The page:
1891 Bográn Issue
August 1, 1891 to July 31, 1892 - one year
Since none of the Bográn stamps have the marginal engravings of the Hamilton Banknote Company it seems doubtful that the stamps were printed in New York City. There is convincing evidence that this issue was printed instead by MacDonald Engraving of East Orange, New Jersey. Many of the Bográn issue were printed (thanks to Seebeck) on a type of paper unknown until 1899. Bográn stamps were printed in a host of different colors and sold directly to American stamp dealers as imperforate "proofs" or "trials." Like most mint Bográns, these never left the United States nor had a postal use. Unlike genuinely used Bográns, mint copies are a notch below wallpaper in reputation. Most 2, 5 and 10 Peso covers were mailed from from the San Juancito mine (pictured next) with ore samples for a lab in New York.
Bográn was president of Honduras from 1883 to 1891 and had a hand in selecting the design of the stamp showing his likeness. Like a majority of political leaders in Honduras he was a member of the small and rich male ruling class and dabbled in militarism. As the song goes, he had elliptical connections to pass his money around. Two of his cousins used these connections to become presidents themselves. All three had a hand in arranging things so the American banana companies avoided paying taxes to the Honduran people. Over a million "remainders" were sold by Seebeck.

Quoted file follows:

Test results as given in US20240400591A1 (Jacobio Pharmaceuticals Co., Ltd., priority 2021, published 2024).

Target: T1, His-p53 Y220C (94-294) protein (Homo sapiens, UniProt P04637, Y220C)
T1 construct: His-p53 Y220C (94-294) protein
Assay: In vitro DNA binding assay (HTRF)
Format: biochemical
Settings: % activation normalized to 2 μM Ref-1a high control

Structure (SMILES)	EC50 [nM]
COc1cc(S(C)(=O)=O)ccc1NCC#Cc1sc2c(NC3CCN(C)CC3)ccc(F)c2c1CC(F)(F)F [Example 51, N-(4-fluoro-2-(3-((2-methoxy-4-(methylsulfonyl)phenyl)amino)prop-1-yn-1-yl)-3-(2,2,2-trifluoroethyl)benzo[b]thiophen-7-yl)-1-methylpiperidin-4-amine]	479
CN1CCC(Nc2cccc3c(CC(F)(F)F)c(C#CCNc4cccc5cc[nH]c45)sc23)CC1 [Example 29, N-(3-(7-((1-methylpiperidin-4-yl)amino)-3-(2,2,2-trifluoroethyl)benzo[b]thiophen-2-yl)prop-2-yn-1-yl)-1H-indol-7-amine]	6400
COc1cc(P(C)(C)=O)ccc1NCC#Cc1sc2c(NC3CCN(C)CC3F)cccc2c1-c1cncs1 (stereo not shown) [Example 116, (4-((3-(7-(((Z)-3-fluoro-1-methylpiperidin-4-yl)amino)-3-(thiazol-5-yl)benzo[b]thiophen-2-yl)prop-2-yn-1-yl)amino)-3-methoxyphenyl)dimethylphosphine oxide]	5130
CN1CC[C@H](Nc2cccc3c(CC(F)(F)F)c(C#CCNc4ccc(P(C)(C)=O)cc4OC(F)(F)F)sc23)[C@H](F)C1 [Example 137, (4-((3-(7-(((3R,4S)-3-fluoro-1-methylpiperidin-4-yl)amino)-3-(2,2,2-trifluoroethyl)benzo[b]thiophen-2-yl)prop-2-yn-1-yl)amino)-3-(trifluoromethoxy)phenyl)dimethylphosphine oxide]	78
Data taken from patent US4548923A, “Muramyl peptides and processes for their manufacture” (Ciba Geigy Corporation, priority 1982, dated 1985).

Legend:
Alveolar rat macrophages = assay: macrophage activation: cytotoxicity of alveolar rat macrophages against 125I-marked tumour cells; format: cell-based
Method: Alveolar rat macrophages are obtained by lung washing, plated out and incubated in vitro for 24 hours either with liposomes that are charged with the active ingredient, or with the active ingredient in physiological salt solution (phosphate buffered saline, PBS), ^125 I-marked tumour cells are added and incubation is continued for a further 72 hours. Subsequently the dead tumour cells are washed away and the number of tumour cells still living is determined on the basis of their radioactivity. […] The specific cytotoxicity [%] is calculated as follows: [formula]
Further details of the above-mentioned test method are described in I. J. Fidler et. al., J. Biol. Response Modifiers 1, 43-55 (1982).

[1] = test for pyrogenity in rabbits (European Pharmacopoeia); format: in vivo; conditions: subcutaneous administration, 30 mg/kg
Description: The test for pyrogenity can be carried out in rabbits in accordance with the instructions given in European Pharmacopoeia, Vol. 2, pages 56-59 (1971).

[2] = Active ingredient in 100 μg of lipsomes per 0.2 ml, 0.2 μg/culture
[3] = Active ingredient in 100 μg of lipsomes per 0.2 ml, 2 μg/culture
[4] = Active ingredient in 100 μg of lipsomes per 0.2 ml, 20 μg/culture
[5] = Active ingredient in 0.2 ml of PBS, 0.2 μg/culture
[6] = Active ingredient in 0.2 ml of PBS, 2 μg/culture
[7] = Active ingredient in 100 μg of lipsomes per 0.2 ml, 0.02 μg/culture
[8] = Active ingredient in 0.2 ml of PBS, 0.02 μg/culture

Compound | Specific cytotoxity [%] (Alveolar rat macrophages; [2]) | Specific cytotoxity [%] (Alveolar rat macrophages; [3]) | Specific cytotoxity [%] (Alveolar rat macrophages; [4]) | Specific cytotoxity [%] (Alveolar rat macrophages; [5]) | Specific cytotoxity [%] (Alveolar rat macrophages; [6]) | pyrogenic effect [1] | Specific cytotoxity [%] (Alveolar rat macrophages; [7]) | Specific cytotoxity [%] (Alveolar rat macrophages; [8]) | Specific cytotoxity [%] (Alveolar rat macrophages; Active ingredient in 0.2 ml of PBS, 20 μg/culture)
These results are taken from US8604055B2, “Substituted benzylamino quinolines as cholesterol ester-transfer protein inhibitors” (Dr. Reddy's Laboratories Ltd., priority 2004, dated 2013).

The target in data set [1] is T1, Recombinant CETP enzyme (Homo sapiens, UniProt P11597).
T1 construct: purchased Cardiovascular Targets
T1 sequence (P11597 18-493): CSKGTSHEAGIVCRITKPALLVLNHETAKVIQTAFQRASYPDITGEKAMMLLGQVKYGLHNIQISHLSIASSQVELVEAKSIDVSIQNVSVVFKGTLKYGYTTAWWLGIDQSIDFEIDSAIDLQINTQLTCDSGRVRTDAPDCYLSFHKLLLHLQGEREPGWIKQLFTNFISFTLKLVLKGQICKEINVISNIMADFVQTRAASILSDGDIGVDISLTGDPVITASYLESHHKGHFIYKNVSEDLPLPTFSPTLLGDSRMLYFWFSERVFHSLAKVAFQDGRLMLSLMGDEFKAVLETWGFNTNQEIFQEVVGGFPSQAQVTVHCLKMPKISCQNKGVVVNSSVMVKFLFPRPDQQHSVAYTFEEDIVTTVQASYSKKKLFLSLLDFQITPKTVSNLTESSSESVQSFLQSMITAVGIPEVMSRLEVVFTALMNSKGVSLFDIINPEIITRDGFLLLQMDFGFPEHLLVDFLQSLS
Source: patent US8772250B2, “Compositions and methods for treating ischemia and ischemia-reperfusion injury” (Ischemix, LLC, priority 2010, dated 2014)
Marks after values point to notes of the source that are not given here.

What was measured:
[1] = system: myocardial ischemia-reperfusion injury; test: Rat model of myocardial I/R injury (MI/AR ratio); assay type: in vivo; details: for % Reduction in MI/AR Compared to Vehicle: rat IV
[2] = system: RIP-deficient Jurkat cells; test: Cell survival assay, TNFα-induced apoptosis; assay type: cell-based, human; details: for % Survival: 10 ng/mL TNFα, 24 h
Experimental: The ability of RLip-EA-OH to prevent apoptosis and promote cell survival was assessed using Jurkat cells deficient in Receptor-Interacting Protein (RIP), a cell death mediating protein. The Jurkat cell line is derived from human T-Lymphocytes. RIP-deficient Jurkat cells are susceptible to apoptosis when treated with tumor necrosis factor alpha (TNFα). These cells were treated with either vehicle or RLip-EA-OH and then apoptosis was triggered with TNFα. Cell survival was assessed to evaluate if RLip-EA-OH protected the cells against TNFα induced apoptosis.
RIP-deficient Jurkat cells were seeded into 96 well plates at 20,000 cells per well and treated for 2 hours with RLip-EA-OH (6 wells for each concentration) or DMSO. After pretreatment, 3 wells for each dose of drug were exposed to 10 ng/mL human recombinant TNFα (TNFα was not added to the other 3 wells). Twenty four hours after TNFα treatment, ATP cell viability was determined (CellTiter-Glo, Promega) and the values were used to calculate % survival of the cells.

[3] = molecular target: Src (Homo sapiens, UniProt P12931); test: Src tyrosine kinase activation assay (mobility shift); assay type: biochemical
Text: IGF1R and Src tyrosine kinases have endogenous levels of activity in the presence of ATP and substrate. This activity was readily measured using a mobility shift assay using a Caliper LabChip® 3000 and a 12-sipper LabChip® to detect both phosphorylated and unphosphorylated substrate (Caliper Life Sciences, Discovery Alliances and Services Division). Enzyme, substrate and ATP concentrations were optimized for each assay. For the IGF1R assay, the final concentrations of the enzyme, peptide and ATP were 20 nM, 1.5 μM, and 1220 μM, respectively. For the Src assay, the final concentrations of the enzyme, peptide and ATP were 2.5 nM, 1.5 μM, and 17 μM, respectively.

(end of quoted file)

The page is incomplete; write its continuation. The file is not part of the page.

Very rare Bográn cover bearing five 50 centavos stamps. The San Juancito mine paid extra for registration and heavier ore samples. The lower MCS mute cancel is missing the white ring.
1890-91 Bográn Issue of Honduras by Richard Washburn in Central American Newsletter, July 1994.
Reinterpreting the Banana Republic by Euraque, 1997 pp. 24-25.
That Man Seebeck by Irving Green in Congress Book 12 (1946) pps 140-156. Washburn Gold Medal Collection.